|Publication number||US4451184 A|
|Application number||US 06/272,951|
|Publication date||May 29, 1984|
|Filing date||Jun 12, 1981|
|Priority date||Jun 12, 1981|
|Publication number||06272951, 272951, US 4451184 A, US 4451184A, US-A-4451184, US4451184 A, US4451184A|
|Inventors||David S. Mitchell|
|Original Assignee||Chevron Research Company|
|Export Citation||BiBTeX, EndNote, RefMan|
|Patent Citations (5), Non-Patent Citations (4), Referenced by (57), Classifications (23), Legal Events (6)|
|External Links: USPTO, USPTO Assignment, Espacenet|
The instant disclosure relates to the feeding of hydrocarbonaceous solids into a high pressure reactor. More specifically, the instant disclosure relates to devices and processes for pressurizing pulverized hydrocarbonaceous materials such as coal, coke, tar sands, oil shale, etc., and supplying the pressurized material to a retorting and/or gasification system.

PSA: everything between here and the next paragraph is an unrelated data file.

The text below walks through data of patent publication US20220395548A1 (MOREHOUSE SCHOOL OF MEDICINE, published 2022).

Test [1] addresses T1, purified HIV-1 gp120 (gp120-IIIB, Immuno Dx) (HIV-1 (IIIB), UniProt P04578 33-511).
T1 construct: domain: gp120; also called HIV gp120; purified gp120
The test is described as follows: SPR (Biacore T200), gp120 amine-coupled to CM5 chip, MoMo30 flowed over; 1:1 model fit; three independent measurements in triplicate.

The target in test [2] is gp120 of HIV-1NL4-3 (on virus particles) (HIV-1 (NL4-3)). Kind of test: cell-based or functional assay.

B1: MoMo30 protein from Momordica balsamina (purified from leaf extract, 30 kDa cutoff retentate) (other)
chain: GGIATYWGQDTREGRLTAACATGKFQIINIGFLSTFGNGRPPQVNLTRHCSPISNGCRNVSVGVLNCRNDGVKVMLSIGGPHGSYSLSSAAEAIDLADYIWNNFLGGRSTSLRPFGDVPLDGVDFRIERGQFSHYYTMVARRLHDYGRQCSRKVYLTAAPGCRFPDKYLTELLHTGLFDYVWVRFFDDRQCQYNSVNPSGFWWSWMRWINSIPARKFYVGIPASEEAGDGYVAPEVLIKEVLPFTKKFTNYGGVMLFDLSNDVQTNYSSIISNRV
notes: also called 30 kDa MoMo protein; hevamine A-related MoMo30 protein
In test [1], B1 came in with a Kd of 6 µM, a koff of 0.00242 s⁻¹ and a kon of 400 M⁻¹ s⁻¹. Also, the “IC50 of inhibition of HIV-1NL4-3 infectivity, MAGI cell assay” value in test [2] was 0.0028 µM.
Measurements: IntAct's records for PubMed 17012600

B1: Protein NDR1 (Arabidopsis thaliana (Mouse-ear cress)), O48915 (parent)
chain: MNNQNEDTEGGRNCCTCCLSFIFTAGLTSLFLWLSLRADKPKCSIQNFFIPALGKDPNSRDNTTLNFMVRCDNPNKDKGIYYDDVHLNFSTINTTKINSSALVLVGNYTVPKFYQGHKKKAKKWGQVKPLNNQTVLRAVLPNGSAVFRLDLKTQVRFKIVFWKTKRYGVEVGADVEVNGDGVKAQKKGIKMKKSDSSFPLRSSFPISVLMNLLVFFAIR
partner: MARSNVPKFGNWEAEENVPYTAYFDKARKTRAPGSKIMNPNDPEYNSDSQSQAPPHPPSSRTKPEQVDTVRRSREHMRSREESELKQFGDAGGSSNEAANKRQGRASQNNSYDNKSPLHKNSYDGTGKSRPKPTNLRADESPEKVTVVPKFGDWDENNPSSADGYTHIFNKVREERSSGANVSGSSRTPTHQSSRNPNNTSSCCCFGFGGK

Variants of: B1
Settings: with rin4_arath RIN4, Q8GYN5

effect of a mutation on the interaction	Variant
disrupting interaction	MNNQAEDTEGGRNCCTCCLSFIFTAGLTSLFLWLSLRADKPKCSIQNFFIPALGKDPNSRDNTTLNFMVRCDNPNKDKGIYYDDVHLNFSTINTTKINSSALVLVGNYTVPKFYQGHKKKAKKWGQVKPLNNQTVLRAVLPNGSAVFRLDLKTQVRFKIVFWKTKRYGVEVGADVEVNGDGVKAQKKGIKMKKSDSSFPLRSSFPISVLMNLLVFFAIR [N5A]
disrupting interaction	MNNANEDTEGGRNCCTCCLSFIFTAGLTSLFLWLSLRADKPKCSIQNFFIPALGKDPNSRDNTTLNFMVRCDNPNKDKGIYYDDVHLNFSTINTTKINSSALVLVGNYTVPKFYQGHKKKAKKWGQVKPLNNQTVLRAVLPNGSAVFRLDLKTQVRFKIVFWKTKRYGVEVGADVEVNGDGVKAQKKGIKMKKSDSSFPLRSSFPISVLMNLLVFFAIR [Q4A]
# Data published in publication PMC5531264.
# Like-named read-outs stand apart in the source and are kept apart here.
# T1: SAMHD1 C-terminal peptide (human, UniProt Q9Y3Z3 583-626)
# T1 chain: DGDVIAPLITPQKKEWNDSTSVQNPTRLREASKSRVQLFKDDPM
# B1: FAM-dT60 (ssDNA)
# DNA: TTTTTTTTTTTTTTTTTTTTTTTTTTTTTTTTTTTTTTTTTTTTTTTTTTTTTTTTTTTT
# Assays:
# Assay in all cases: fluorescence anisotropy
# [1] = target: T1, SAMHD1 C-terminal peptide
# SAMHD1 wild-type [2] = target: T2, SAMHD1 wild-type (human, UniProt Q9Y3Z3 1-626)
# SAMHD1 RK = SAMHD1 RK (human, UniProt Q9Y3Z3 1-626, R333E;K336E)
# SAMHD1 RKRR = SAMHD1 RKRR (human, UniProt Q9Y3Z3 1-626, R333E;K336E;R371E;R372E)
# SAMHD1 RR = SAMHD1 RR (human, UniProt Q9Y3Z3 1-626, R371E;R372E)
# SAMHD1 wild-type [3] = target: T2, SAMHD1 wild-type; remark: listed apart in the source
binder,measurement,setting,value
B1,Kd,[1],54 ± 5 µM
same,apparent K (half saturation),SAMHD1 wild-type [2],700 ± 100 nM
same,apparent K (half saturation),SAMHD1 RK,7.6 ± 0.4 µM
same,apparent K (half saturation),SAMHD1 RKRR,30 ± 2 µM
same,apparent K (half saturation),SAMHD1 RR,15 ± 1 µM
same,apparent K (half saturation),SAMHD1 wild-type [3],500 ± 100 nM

With the increase in oil and natural gas prices in the last decade, efforts have been mounted to provide alternative sources of energy. This country's reserves of coal, oil shale and tar sand contain enough hydrocarbonaceous material to supply this nation's energy needs for many years. A number of proposals have been made for processing these materials to convert their constituents into readily usable form such as liquid or gas. Some proposed processes call for heating or pyrolysis of these hydrocarbonaceous materials to boil off or liquify the hydrocarbons trapped in the solid. Other known processes involve the combustion of these hydrocarbonaceous materials with oxygen containing gases.